Q: For the past month or so, I've had scampering activity in my attic but haven't seen anything. We live in the suburbs and have bird feeders and a compost pile. What else might attract these critters? -- Gail Fisher

A: Your comfortable space is the attraction. Learn more about living with wildlife at http://www.humanesociety.org/animals. You also can contact pest-control companies that specialize in wildlife. Guidelines I've seen for keeping wildlife out of houses are to close off all points of entry by caulking all openings, regardless of size, around the foundation, siding, eaves, roofline and vents installed near the top of the roof for air circulation. Cover larger openings with galvanized or plastic screening.

Q: Some tree trunks in front of our home have what appear to be unsightly moss and lichens growing up about six feet from the base. How can we remove these without damaging the trees? -- Alan and Therese Delhomme

A: The tree trunks have what you suspect, moss and lichen growth, which are often mistaken as plant diseases. Their presence indicates information about the trees' siting. Lichens are a combination of green algae and fungus and are an environmental indicator. These plants are sensitive to air pollution and will only grow where the air is clean and moist. If the aesthetics bother you, try to lessen the moss and lichens by increasing drainage and air circulation by cutting away branches or small trees or shrubs to reduce shade and open the area up to prevailing winds.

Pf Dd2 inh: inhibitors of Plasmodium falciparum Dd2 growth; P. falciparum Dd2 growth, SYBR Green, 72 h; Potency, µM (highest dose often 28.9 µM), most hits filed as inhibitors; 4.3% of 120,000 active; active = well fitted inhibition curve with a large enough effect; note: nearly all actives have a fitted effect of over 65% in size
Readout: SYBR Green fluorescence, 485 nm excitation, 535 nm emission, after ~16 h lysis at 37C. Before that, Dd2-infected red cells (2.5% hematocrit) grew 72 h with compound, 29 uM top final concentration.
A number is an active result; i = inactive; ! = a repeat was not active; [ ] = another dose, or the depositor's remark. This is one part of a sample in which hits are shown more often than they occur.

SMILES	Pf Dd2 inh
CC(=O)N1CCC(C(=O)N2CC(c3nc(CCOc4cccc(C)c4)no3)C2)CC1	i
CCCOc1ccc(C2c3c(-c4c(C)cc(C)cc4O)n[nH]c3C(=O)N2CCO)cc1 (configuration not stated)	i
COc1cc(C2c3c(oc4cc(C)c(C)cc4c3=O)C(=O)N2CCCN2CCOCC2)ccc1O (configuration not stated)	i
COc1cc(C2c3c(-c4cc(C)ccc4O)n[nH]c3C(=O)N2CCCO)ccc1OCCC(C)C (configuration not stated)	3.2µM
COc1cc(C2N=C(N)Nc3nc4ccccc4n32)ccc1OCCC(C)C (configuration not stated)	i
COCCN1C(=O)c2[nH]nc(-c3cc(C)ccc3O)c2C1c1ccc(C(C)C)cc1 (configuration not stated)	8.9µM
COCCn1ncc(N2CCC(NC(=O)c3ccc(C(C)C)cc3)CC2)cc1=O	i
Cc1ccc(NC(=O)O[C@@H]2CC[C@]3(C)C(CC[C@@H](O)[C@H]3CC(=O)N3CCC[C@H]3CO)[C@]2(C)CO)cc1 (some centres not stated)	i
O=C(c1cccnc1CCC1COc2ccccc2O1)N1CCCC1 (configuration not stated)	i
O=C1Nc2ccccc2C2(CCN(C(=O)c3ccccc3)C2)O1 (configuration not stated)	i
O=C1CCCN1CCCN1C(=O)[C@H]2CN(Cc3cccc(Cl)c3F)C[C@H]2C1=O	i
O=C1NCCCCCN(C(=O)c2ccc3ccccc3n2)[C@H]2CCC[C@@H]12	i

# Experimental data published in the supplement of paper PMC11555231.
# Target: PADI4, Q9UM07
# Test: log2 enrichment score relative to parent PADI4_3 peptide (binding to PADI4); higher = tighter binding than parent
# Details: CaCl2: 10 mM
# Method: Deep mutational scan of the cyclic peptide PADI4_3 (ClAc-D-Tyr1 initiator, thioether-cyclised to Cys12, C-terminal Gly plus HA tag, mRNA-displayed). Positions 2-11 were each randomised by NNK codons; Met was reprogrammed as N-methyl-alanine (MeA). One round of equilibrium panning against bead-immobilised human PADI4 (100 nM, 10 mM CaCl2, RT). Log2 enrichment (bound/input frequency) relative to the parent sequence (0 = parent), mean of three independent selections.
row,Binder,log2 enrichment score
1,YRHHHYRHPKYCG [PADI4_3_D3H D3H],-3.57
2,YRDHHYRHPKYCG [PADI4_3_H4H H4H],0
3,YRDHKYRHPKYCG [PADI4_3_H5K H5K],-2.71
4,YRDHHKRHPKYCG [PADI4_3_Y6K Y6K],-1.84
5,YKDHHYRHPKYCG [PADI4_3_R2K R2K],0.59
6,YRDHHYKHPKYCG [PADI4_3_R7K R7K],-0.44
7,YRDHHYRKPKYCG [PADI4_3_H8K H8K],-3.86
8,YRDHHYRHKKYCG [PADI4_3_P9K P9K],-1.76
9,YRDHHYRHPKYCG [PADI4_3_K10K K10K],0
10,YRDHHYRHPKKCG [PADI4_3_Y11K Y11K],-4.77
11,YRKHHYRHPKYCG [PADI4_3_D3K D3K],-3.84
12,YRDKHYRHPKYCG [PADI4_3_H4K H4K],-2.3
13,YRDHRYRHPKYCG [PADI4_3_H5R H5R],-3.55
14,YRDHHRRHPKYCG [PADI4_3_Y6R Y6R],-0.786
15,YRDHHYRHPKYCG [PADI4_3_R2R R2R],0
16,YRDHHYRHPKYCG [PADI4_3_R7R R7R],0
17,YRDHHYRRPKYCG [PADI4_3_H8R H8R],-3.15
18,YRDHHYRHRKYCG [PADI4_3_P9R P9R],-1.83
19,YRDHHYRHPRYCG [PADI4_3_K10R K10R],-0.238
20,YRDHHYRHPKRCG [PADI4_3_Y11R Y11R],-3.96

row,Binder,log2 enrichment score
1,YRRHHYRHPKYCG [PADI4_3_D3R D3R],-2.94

Q: We have powder post beetles in our hardwood flooring. The wood was kiln-dried, which would have killed any eggs or larvae. Where could they have come from? -- Susan Crawford

A: Powder post beetles feed only on dead wood, and adult beetles will eat unfinished lumber. You will not have powder post beetles from properly kiln-dried lumber. Damage appears as a collection of tiny pinholes where beetles have emerged from the wood. They are brought into homes in infested wood or furnishings. This is why you should never bring in firewood for more than two days. Adults can fly from infested woodpiles in the yard, so store firewood well away from walls of your house.